Searching over 5,500,000 cases.

Buy This Entire Record For $7.95

Official citation and/or docket number and footnotes (if any) for this case available with purchase.

Learn more about what you receive with purchase of this case.

Bell v. Yale Development Co.






APPEAL from the Circuit Court of Will County; the Hon. MICHAEL ORENIC, Judge, presiding.


In 1973 Emerson Hacker and Anna Mae Hacker contracted to sell a two-acre parcel of real estate in Bolingbrook, Illinois, to Yale Development Company, with the contract closing to be contingent upon Yale obtaining a rezoning of the property for its proposed use. Yale never completed performance of the contract, and in 1978 the Hackers entered into a contract with Sheldon Bell for sale of the same property. The Hackers assigned their interest in the Yale contract to Bell, and he filed suit to rescind the 1973 Hacker-Yale agreement. Yale counterclaimed for specific performance of the original contract. After Bell and Yale filed cross motions for summary judgment, thereby conceding that there were no questions of material fact in dispute, the trial court entered judgment for Yale and ordered specific performance of the original Hacker-Yale contract. This appeal followed.

Because the resolution of this dispute turns upon factual matters, it is necessary to explain the details of the dealings between the parties. The property involved in this case has approximately 208 feet of highway frontage and was improved with a single-family residence from which the Hackers had moved several years before they agreed to sell the property. Negotiations with Yale took place over an extended period, and finally, on July 31, 1973, they signed a contract which had been prepared for Yale, to sell the property for $150,000. The contract provided for an earnest money payment of $1,000, and closing was contingent upon the buyer obtaining "successful zoning of the subject property for the purchaser's use." The terms of the contract gave Yale 120 days to accomplish the rezoning, plus 60 additional days in the event an appeal should be necessary. The contract also provided that in the event the closing was not completed within seven months, the purchase price would be increased by $5,000.

On August 10, 1973, the Will County zoning officer denied Yale's application for rezoning the premises from farm use to B-2 commercial which would have permitted the use of the premises as a restaurant serving beer and alcoholic beverages. Yale, then, on November 10, 1973, appealed to the Will County Zoning Board of Appeals, and upon the zoning board's denial, Yale submitted its request to the Will County Board of Supervisors, where, on April 24, 1974, it was again denied. On July 16, 1974, Yale filed suit in the circuit court of Will County to challenge that action. In February of 1975 an additional complication to the zoning situation occurred when the village of Bolingbrook annexed the property in question. In February of 1976, Yale filed a quo warrantor action to contest the annexation. That cause has yet to be tried, and according to the docket sheet appearing in the record, no activity has occurred since December 21, 1976.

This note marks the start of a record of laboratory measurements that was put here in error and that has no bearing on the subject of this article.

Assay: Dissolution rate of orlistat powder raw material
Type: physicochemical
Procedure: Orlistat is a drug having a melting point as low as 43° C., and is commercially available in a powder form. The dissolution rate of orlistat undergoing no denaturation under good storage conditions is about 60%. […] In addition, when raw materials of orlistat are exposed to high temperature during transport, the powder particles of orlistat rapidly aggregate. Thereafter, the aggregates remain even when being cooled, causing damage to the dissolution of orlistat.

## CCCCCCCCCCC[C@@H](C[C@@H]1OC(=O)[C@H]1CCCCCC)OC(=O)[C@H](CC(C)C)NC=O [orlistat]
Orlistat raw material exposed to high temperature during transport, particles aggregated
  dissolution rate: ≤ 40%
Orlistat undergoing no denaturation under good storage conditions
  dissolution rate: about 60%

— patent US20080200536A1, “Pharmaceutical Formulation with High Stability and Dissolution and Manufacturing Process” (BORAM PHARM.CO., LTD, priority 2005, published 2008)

Between June 11, 1974, and June 1, 1976, the Hackers called the Yale Development Company office a total of 39 times to check on the progress of the rezoning application and to press for either closing or cancellation of the transaction. In addition there are six letters in the record from the Hackers to Yale, beginning in October of 1973, with a letter inquiring, "What's wrong?" and ending with a letter dated April 20, 1977, asking if Yale would like to cancel the contract. On January 30, 1976, the Hackers sent Yale a title policy commitment which Yale had requested. The record also contains 15 letters from Yale to the Hackers, almost all of which reassured the Hackers that a court hearing would be set "soon" or "in a few weeks." The correspondence also dealt with tax assessment matters, an arrangement to lease the house to the village of Bolingbrook, and the complication caused by the annexation of the parcel by the village while a zoning action was pending against the county.

The record also indicates that Yale began efforts to market the property for commercial use in November of 1976, which continued without success until April of 1977. In December of 1977, the zoning case had been placed upon the Will County jury list, but upon motion of Yale, the county's jury demand was stricken and the cause thereby removed from the ready trial list.

In August of 1978, the Hackers executed a contract selling the premises to Sheldon Bell for $150,000 cash, subject to Yale's interest. The Hackers also assigned Bell their interest in the Yale contract. According to Mrs. Hacker, she tried to call Yale's officers to notify them of the pending sale, but a secretary told her the men she was trying to reach did not want to talk to her anymore. The president of Yale denied that any agent of the company was ever instructed to say that he did not want to talk with the Hackers.

After the Hackers conveyed the property to Bell, he placed his interest in a land trust. On April 26, 1979, Bell gave Yale formal notice that Bell and the land trust had acquired the Hackers' rights to the property and that unless Yale waived the zoning contingency in its contract and completed performance within 30 days, Yale would be considered not to have proceeded with due diligence. Bell also advised Yale that he had a title commitment issued by Chicago Title Insurance Company which indicated proper evidence of marketable title. The letter went on: